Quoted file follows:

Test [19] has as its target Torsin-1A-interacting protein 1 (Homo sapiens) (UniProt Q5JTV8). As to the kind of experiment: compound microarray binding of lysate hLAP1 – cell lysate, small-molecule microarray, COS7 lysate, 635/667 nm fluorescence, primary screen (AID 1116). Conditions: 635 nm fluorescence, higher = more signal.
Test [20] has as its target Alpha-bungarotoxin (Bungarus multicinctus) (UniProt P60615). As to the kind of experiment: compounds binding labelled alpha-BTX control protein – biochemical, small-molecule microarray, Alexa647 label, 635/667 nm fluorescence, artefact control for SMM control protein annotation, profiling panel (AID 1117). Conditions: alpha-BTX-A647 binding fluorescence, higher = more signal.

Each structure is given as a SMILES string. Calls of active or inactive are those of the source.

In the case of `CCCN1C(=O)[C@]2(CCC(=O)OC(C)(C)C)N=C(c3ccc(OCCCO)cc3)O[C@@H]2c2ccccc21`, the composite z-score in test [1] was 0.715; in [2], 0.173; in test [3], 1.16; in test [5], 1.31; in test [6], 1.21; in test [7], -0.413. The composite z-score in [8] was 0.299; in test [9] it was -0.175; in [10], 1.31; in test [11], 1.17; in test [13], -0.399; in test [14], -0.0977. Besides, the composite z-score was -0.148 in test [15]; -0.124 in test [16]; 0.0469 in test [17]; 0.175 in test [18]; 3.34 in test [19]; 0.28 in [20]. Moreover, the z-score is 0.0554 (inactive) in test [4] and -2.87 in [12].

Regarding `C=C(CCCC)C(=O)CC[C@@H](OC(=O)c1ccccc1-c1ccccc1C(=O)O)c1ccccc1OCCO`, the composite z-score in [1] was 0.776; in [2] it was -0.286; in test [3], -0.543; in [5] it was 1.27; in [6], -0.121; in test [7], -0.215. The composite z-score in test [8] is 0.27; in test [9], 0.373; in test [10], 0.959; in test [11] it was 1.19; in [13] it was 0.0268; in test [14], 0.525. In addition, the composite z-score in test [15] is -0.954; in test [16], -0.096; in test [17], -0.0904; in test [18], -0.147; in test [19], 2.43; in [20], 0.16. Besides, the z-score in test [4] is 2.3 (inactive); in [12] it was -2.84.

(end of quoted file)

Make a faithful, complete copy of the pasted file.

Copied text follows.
Test [19] has as its target Torsin-1A-interacting protein 1 (Homo sapiens) (UniProt Q5JTV8). As to the kind of experiment: compound microarray binding of lysate hLAP1 – cell lysate, small-molecule microarray, COS7 lysate, 635/667 nm fluorescence, primary screen (AID 1116). Conditions: 635 nm fluorescence, higher = more signal.
Test [20] has as its target Alpha-bungarotoxin (Bungarus multicinctus) (UniProt P60615). As to the kind of experiment: compounds binding labelled alpha-BTX control protein – biochemical, small-molecule microarray, Alexa647 label, 635/667 nm fluorescence, artefact control for SMM control protein annotation, profiling panel (AID 1117). Conditions: alpha-BTX-A647 binding fluorescence, higher = more signal.

Each structure is given as a SMILES string. Calls of active or inactive are those of the source.

In the case of `CCCN1C(=O)[C@]2(CCC(=O)OC(C)(C)C)N=C(c3ccc(OCCCO)cc3)O[C@@H]2c2ccccc21`, the composite z-score in test [1] was 0.715; in [2], 0.173; in test [3], 1.16; in test [5], 1.31; in test [6], 1.21; in test [7], -0.413. The composite z-score in [8] was 0.299; in test [9] it was -0.175; in [10], 1.31; in test [11], 1.17; in test [13], -0.399; in test [14], -0.0977. Besides, the composite z-score was -0.148 in test [15]; -0.124 in test [16]; 0.0469 in test [17]; 0.175 in test [18]; 3.34 in test [19]; 0.28 in [20]. Moreover, the z-score is 0.0554 (inactive) in test [4] and -2.87 in [12].

Regarding `C=C(CCCC)C(=O)CC[C@@H](OC(=O)c1ccccc1-c1ccccc1C(=O)O)c1ccccc1OCCO`, the composite z-score in [1] was 0.776; in [2] it was -0.286; in test [3], -0.543; in [5] it was 1.27; in [6], -0.121; in test [7], -0.215. The composite z-score in test [8] is 0.27; in test [9], 0.373; in test [10], 0.959; in test [11] it was 1.19; in [13] it was 0.0268; in test [14], 0.525. In addition, the composite z-score in test [15] is -0.954; in test [16], -0.096; in test [17], -0.0904; in test [18], -0.147; in test [19], 2.43; in [20], 0.16. Besides, the z-score in test [4] is 2.3 (inactive); in [12] it was -2.84.